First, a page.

MOSCOW (Reuters) - Russia test-flew a long-awaited new fighter aircraft on Friday, determined to challenge the United States for technical superiority in the skies and impress weapons buyers.
The “fifth-generation” stealth fighter — Russia’s first all-new warplane since the collapse of the Soviet Union plunged the defense industry into poverty and disarray — flew for 47 minutes, planemaker Sukhoi said.
“It’s a remarkable event,” Prime Minister Vladimir Putin told his cabinet, but he suggested the plane still needed work.
“There is very much to be done, in part as regards the engine,” Putin said. “But the fact that the plane is already in the air is a big step forward.”
Russia’s main television networks led news programs with reports of the flight and showed footage of the needle-nosed, camouflage-painted plane taking off from a snow-lined airstrip at a Sukhoi factory in Komsomolsk-on-Amur, in Russia’s Far East.
“The plane performed very well. All our expectations for this first flight were met,” Sukhoi spokeswoman Olga Kayukova said on Rossiya 24 television. “The premiere was a success.”
Foreign journalists were not invited.
Fifth-generation aircraft are invisible to radar, have advanced flight and weapons control systems and can cruise at supersonic speeds. The new plane is Moscow’s answer to the U.S.-built F-22 Raptor stealth fighter — the world’s only fifth-generation fighter yet in service — which first flew in 1997.
Putin said the plane would first be delivered to the Defense Ministry in 2013 and serial production would start in 2015. Analysts have said it would probably be five to seven years before Russia’s military gets to fly the new fighter.
Successful development of the fighter, which Rossiya 24 said has been tentatively dubbed the T-50, is crucial to showing Russia can challenge U.S. technology.
The 1991 Soviet collapse ushered in a cash-strapped time of troubles for Russia’s military. Its aircraft makers have been building warplanes based on updated Soviet-era designs.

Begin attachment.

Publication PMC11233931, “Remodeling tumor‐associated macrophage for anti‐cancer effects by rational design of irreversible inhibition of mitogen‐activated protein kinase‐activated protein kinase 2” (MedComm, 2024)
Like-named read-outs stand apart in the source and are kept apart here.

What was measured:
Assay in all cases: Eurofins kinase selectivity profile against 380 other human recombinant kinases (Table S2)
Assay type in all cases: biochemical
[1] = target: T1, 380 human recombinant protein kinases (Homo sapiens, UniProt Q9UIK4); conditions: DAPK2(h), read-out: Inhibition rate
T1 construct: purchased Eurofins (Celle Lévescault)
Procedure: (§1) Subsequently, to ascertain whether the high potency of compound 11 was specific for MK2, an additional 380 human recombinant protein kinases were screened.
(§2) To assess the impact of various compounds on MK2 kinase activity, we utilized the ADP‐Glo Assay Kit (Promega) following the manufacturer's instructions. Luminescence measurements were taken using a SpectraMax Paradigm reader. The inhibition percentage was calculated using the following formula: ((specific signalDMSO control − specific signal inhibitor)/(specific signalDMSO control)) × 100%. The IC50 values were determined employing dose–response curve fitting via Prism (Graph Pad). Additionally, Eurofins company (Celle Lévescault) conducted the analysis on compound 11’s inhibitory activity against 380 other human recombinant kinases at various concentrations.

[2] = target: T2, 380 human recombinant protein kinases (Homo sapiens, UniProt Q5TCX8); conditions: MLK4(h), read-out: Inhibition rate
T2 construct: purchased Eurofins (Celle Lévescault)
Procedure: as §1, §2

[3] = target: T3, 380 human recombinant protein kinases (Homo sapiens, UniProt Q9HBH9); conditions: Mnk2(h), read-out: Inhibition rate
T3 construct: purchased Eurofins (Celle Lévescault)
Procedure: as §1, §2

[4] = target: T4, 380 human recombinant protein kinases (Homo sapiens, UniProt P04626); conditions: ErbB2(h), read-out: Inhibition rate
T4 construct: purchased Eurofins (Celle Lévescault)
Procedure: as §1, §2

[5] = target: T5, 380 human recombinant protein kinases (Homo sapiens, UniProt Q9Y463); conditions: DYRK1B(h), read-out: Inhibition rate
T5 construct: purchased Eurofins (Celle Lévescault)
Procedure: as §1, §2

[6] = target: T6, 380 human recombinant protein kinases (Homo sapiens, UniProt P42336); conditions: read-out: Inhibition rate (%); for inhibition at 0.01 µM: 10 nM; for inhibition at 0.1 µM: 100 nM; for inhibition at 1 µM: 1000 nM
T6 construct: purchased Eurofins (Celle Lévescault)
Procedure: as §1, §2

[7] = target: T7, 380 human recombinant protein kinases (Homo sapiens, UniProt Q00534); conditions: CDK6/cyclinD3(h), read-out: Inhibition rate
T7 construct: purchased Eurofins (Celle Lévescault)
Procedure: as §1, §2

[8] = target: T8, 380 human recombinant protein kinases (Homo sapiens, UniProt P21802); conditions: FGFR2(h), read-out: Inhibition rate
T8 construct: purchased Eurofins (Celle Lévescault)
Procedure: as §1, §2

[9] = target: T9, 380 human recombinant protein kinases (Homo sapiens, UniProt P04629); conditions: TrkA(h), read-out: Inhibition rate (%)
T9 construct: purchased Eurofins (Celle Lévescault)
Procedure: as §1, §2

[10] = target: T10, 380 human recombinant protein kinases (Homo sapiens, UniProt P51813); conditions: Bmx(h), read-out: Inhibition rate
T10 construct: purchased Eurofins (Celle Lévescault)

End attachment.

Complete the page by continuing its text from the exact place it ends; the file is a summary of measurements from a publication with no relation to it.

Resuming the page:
Defense spending increased in the oil-fueled period of economic growth during the 2000-2008 presidency of Putin, who has encouraged pride in Russia’s military might.
The military has continued to suffer embarrassing and sometimes deadly setbacks since the nuclear submarine Kursk sank in 2000, killing all 118 seamen aboard.
Several failed tests of the submarine-launched Bulava (Mace) intercontinental ballistic missile, touted by Putin as able to pierce any air defense, have troubled the Kremlin.
The Interfax news agency quoted an unidentified source as saying the new Russian plane had lowered and raised its landing gear twice during the flight and added that “the American F-35 fifth-generation jet couldn’t do that (on its test flight).”
Lieutenant Colonel Marcel de Haas, Russian security researcher at the Netherlands Institute of International Relations Clingendael, was not convinced of the plane’s bright future.
“My impression is that this new fighter plane is also more propaganda than a real expectancy,” he told Reuters by e-mail.
Russian Deputy Prime Minister Sergei Ivanov told the cabinet more work had to be done on the engine and the armaments system. Neither he nor Putin went into details.
The new plane is important for future Russian arms sales.
In a statement on the company website sukhoi.org, Sukhoi director Mikhail Pogosyan said the company planned to develop its fifth-generation fighter program further with India, its biggest client for existing planes.
Sukhoi is Russia’s largest exporter of military planes and accounts for about a quarter of the country’s annual arms sales, which reached $7.4 billion last year.
Besides India and China, existing clients for Russia’s weapons include U.S. foes such as Iran, Syria and Venezuela, and their purchase of an advanced new fighter could cause concern in the United States and its allies.
The U.S. Congress has banned export sales of the F-22.
Additional reporting by Darya Korsunskaya, Dmitry Solovyov and Gleb Stolyarov; Editing by Andrew Dobbie